Students use karaoke as social, creative outlet

Students use karaoke as social, creative outlet

Sophomore Chase Bodiford sings a tune during karaoke at Late Night Lakeside. CW | Lindsey Leonard 

Laura Testino

Oliver, a sophomore majoring in public relations, is a regular at Lakeside Dining Hall each Tuesday-night where students are invited to perform karaoke.

The Tuesday night Lakeside goers typically sport more sweatpants than skirts and wait for food by tapping the toes of their sneakers instead of their high heels. Despite the casual attire, these college students have been known to shake the crumbs of their fourth meal off of their laps and rise to their feet to applaud karaoke performances, including Oliver’s first performance of “End of the Road” by Boyz II Men, he said.

“I got up there and I literally just said, ‘We belong together,’ and everybody went crazy before I even got a full line out of my mouth,” he said. “I got a standing ovation on that song. People were 
tweeting at me.”

Panga Wilson, the host of the karaoke nights, has other experiences hosting karaoke in the Tuscaloosa area and has been impressed with the consistently large crowd each Tuesday night. She said she always recognizes Oliver and remembered that he received another standing ovation after singing a song by Prince.

“[Oliver] will sing, dance, walk the floor, and he has a beautiful voice,” she said.

Oliver said performing karaoke is perfect for turning a normal world into a musical one, he said.

“You just don’t care how many times you go flat or sharp, you just want to sing,” Oliver said.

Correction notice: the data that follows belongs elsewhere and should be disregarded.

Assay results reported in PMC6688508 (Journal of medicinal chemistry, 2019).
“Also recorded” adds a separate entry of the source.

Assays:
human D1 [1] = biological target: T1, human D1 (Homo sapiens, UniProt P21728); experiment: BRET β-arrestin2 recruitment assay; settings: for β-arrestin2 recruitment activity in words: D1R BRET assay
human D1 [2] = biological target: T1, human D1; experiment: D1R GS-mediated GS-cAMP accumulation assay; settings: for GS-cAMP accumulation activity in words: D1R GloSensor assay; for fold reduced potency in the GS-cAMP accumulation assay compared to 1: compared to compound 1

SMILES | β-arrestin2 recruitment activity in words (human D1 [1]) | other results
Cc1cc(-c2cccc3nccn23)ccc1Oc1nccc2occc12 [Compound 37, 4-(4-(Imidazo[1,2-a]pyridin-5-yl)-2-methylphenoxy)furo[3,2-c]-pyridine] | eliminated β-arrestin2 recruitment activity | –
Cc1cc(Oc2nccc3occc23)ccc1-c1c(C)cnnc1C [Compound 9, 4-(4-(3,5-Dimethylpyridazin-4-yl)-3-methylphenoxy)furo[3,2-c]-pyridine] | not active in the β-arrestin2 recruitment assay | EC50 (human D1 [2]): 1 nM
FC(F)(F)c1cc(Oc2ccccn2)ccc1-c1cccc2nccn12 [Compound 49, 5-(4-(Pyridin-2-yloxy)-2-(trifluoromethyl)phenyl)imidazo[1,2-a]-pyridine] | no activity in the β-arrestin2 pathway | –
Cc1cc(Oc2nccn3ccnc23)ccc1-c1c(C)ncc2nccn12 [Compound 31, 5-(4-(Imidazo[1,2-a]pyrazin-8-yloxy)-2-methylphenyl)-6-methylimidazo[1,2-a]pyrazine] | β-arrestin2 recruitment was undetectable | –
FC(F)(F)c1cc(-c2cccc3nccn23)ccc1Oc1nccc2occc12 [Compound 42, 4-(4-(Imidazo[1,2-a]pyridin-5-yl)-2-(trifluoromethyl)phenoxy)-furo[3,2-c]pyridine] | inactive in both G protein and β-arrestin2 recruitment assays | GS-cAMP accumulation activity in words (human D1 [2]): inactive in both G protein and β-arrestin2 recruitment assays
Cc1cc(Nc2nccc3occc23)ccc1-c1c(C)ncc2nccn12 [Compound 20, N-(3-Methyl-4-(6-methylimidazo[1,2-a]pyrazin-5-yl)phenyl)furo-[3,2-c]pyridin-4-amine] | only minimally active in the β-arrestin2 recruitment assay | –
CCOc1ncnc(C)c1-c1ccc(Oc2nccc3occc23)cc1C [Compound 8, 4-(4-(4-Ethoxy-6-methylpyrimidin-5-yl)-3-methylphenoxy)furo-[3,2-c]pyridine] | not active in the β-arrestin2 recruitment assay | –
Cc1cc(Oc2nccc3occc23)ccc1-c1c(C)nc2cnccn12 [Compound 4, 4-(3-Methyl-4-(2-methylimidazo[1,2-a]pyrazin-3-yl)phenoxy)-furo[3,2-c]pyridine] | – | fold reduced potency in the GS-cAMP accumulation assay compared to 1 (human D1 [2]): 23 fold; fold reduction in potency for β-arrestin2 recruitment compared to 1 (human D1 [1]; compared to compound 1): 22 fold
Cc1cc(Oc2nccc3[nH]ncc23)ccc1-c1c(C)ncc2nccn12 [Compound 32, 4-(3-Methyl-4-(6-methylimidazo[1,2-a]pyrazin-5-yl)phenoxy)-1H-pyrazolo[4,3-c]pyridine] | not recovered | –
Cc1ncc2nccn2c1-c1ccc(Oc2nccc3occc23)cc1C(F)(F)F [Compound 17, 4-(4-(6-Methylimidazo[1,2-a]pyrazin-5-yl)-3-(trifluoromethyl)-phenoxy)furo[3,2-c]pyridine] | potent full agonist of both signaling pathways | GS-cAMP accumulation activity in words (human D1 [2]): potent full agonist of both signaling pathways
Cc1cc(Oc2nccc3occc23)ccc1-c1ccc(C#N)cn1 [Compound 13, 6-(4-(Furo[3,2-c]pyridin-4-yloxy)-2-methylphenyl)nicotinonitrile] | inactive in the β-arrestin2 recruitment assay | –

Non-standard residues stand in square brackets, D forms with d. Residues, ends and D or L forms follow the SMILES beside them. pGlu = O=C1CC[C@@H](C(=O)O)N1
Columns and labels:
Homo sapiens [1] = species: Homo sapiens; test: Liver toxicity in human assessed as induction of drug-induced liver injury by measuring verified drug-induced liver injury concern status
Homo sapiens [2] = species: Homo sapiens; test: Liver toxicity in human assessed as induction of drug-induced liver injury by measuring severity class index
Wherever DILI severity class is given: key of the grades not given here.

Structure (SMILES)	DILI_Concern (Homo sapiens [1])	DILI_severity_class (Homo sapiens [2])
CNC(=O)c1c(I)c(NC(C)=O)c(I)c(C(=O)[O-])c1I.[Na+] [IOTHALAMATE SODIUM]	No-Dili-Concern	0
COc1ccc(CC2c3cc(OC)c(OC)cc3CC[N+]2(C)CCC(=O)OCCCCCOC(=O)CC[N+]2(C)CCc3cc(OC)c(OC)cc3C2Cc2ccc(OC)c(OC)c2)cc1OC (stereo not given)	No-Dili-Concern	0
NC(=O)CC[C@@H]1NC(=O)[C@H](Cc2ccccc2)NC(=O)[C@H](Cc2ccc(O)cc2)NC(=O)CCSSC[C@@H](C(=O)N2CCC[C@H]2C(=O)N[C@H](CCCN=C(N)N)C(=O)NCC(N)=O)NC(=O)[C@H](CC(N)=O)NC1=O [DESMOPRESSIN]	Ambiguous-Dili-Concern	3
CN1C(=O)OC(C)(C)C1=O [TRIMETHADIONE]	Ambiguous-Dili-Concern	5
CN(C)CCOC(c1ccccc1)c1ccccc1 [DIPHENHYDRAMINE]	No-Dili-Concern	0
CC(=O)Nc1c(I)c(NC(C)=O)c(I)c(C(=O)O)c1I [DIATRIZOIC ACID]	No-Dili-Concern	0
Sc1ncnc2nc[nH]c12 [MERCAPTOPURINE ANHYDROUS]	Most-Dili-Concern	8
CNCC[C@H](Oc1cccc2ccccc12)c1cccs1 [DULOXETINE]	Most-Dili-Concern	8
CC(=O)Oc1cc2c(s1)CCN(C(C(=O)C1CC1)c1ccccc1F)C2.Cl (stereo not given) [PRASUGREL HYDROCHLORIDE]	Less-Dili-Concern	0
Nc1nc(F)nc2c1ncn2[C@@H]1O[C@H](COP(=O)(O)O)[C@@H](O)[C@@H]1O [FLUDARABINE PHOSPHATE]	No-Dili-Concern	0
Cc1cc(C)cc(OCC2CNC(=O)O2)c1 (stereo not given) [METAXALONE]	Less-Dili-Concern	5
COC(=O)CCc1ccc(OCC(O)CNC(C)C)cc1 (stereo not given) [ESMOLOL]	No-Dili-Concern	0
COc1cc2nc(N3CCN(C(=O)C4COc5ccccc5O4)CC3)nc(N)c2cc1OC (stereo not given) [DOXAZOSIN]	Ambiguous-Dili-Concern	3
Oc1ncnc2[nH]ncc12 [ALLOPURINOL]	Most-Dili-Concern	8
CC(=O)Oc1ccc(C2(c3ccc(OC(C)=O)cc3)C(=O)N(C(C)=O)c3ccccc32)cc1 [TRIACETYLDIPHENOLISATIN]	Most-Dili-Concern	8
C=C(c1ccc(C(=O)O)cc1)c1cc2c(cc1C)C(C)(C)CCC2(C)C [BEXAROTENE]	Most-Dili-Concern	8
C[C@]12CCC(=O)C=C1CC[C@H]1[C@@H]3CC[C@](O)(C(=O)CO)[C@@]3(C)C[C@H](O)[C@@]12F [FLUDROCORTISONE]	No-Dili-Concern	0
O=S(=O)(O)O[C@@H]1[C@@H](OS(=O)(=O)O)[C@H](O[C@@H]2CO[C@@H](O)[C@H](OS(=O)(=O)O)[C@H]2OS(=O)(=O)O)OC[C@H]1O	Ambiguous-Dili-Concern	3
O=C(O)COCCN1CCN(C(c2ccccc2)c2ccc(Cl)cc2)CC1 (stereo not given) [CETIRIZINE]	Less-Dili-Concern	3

On Tuesday nights, Courtney Wood, a freshman majoring in aerospace and mechanical engineering, often stays to watch karaoke performances for more than an hour.

“I come every night to Lakeside [Dining Hall],” she said. “Not for the food, but for the karaoke.”

Although the students who perform aren’t always vocally talented, they are usually funny and entertaining, she said. Attending karaoke performances at Lakeside has made her want to go and watch karaoke at other venues as well.

Alex Hawkins, a May 2014 graduate of the University, attended Jackie’s Lounge to perform karaoke during her time in school. Hawkins had a background in musical theatre during high school and wanted to go and sing again in a 
fun environment.

“I feel like [karaoke] is different because when you’re trained, you take it more seriously since your friends know you were supposedly a good singer at some point,” she said. “Those who aren’t trained don’t feel the need to sound good.”

Despite the pressure, Hawkins enjoyed her time at Jackie’s Lounge, singing a few songs between the obvious regulars who would come and perform.

Rachel Solino, a senior majoring in Spanish and international relations, works with UA students in the English Language Institute at the University who wanted to make trips to Jackie’s Lounge and Jupiter Bar to sing karaoke, she said. She hosted a karaoke party for the ELI students to celebrate the end of their semester, about one month ago.

“[The ELI students] loved it. They all have great attitudes and are just so fun-loving, which is why we enjoy hanging out together,” She said. “So I did all the fun American songs I knew and a few Portuguese and Spanish songs I know.”

By the end of the party, the students were singing well-known hit songs like “Thriller” and “Dixieland Delight.” Singing karaoke was a familiar concept and obviously not just an American idea, Solino said.

Karaoke is held at Late Night Lakeside at 10 p.m. each Tuesday and continues until 1 a.m. Jackie’s Lounge hosts a 
karaoke night on Thursdays.